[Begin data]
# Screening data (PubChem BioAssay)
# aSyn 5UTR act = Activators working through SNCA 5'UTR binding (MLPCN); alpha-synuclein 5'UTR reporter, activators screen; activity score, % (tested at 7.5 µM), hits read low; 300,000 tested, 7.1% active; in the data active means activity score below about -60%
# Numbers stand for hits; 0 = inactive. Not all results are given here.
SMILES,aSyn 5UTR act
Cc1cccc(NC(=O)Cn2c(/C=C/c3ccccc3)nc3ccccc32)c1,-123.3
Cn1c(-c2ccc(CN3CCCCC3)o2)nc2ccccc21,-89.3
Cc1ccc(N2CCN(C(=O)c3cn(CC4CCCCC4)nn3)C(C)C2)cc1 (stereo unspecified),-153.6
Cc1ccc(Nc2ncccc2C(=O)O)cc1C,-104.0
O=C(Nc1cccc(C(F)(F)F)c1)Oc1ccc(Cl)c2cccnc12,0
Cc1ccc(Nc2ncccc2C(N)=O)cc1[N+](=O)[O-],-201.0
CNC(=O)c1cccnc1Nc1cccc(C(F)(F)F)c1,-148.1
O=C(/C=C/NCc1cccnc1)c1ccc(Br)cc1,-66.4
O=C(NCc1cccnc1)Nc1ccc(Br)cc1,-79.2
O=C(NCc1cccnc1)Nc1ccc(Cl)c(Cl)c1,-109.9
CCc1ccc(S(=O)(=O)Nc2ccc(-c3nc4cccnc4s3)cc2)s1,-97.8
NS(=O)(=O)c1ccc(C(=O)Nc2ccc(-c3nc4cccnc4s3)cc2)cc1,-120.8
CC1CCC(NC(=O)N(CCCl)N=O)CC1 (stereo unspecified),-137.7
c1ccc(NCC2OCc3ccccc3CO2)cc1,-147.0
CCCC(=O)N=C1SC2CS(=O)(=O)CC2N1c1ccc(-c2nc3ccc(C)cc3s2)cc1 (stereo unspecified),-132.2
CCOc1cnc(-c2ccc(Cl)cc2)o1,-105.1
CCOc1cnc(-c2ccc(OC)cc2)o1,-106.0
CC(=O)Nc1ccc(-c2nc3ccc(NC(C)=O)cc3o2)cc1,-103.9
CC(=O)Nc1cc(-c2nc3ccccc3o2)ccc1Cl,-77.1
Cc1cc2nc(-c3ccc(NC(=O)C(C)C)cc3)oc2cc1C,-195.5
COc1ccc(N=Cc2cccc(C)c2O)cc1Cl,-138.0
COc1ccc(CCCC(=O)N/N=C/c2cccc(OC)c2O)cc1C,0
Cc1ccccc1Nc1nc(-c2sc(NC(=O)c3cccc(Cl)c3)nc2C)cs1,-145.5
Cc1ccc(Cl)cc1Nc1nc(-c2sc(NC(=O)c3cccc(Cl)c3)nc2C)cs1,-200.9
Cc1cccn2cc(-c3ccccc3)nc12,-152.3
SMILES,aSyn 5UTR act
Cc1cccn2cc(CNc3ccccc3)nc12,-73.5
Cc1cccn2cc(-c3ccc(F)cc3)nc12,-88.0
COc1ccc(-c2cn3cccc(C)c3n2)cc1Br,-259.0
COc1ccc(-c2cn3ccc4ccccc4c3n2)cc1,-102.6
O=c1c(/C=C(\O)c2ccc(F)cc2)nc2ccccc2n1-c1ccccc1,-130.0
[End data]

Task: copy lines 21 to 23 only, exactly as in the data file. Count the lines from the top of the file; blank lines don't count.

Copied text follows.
CCOc1cnc(-c2ccc(OC)cc2)o1,-106.0
CC(=O)Nc1ccc(-c2nc3ccc(NC(C)=O)cc3o2)cc1,-103.9
CC(=O)Nc1cc(-c2nc3ccccc3o2)ccc1Cl,-77.1